by Santiago Chavez


One of the courses that most surprised me in seminary was cultural theology. The first two verses of Romans 12 erupted into my thoughts when I was informed it was a required course. Now, I am sincerely glad I took it. The course dealt with how changes in technology change aspects of culture which in turn affect our understanding of scripture and consequently our application of theology.

A simple example is the advance of the automobile. Before the availability of cars, our experience of the world was limited to where we could walk, rarely beyond. Churches were central to the community and children frequently took on the same vocation as their parents.

Just think about how far we regularly and easily drive to church, work, school, or market to consider the implications of the cars to our understanding of both the physical and intangible world. Now add the printing press, the internet, sound systems, and smart phones to that thought for pondering.

History and technology impact us and our theology in ways we may not even fathom or want to accept. The community we serve is also impacted by shared world, family, and personal history. Effective leadership requires consideration of everyone’s history. Just like Our Lord Jesus, good shepherds do not approach everyone and every situation in the same way.

Personal Experiences Change Me

I did not grow up in the Church of God (Seventh Day) (CoG7). Our family interacted with the Pentecostal and a long list of denominations before I was introduced to seventh-day Sabbath and the CoG7. The first mention of the Sabbath challenged my beliefs and I set out to prove that it was biblically unfounded.

It did not take very long for me to run into a roadblock and appeal to my discipler for proof passages that supported Sunday worship. He provided some and I was only further convinced about the seventh-day Sabbath after studying them. Long story short: I was eventually asked to stop attending that congregation. I pulled out a phone book and found the local CoG7 congregation.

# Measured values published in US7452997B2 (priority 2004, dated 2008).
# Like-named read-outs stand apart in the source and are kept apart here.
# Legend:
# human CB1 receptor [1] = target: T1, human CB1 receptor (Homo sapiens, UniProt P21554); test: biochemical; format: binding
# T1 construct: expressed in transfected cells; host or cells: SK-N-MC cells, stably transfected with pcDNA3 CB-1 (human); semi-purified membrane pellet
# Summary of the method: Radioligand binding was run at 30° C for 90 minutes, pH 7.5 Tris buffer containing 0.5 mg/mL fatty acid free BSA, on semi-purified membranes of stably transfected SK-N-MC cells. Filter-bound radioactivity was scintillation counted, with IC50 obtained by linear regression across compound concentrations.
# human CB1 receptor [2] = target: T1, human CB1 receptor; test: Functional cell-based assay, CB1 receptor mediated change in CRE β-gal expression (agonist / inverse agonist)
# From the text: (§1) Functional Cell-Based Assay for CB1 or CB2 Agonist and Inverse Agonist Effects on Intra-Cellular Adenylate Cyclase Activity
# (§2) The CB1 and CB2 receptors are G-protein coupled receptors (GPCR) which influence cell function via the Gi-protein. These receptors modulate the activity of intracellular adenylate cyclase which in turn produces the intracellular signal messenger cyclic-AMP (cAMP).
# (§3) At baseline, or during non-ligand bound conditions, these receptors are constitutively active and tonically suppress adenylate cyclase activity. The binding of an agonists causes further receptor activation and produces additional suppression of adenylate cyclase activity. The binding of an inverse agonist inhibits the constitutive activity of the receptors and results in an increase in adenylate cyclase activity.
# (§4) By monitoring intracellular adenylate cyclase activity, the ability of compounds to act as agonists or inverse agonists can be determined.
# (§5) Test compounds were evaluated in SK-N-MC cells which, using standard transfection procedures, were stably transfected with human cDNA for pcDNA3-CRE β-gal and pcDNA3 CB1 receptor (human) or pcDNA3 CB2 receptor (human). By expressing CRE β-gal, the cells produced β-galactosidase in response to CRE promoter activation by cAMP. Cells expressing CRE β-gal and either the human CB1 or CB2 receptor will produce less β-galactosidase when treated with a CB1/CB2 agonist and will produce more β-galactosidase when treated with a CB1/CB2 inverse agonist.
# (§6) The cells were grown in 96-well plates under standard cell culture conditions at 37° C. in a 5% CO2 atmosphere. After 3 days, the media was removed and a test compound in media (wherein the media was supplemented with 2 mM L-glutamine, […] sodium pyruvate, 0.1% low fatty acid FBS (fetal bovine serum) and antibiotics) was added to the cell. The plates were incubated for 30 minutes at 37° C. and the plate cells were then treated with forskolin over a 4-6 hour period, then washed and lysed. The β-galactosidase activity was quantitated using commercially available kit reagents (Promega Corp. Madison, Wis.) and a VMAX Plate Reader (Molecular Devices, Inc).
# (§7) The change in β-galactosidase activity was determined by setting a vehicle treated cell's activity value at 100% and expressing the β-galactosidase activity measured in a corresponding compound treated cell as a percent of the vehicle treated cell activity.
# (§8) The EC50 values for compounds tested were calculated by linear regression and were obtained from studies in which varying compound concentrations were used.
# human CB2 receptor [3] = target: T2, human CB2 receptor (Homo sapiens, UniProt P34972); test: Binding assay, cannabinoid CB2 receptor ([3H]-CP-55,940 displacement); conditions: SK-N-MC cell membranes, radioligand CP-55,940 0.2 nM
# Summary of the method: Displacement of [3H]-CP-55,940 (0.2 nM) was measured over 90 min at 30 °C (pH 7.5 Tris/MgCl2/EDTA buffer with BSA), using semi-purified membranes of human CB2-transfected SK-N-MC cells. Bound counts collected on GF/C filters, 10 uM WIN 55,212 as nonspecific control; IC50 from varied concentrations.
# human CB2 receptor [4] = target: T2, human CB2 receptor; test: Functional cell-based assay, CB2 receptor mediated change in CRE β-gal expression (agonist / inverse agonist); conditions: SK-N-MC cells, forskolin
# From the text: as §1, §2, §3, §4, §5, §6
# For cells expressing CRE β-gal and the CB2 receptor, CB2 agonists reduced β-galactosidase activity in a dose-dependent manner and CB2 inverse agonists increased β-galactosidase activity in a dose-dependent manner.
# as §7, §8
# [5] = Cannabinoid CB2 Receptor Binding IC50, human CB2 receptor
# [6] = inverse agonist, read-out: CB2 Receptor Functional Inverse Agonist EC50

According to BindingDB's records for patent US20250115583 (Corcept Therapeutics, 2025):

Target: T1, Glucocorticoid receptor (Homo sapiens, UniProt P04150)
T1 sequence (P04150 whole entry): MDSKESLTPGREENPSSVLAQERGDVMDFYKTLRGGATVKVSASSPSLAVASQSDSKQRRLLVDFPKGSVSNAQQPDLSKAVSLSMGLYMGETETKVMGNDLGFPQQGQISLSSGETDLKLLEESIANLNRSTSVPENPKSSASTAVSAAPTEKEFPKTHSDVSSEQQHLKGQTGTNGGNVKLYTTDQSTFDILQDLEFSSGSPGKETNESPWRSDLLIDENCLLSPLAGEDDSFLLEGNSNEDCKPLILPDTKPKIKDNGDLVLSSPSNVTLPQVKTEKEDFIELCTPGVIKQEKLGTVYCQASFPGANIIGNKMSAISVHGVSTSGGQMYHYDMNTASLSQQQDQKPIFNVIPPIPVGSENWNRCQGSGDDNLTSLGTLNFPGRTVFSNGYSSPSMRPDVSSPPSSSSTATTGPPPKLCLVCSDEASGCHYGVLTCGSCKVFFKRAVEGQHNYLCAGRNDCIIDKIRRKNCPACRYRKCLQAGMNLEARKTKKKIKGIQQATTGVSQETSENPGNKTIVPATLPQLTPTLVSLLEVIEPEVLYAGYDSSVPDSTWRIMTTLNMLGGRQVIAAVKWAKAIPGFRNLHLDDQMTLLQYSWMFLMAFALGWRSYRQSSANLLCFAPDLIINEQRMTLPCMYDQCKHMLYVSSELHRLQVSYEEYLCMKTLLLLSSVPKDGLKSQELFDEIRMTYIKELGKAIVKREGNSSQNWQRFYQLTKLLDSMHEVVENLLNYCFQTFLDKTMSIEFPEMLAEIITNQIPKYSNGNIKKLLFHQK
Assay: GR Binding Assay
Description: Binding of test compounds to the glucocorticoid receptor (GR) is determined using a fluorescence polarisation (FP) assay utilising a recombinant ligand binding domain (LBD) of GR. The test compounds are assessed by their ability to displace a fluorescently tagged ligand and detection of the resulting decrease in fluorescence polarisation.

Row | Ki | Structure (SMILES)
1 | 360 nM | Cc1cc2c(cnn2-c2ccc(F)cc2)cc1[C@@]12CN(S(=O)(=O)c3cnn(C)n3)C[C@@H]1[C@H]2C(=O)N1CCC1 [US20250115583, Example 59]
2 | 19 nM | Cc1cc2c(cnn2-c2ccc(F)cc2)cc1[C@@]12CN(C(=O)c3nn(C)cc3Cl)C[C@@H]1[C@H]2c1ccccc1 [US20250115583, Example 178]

By this point I was convicted that the decalogue was still in effect, that Jesus (Luk. 4:16) and His disciples (Acts 17:2) observed the seventh-day Sabbath, but maybe the day of worshipped was changed to Sunday because Jesus rose from the dead on a Sunday.

Picture if you will, a three-legged stool being precariously balanced on the last remaining leg, and then having that leg kicked out by the news that He rose on a Sabbath. Did you hear wood breaking and a heavy thud as my doubts hit the floor? I still do.

We all have reasons for why we believe what we believe. Like yours and mine, the history of our denomination is rich with peculiar events that define it. As leaders it behooves us to know the history of our congregation and its members as well as that of our denomination.

Some Examples of Our Denomination’s History

The second coming of Christ, not the seventh-day sabbath, was the first doctrinal insight of the group that would become the Church of God. Gibert Cranmer left the Methodist church when he was 19[1] and identified with the Christian Connexion (Church).

Ten years later, in 1843 Cranmer and some members of the Christian Church became Adventists when they gathered around William Miller.[2] Miller was a former deist whose interpretation of Daniel 8:14 led him to understand that Christ would return between the 21st of March, 1843 and the 21st of March, 1844.[3]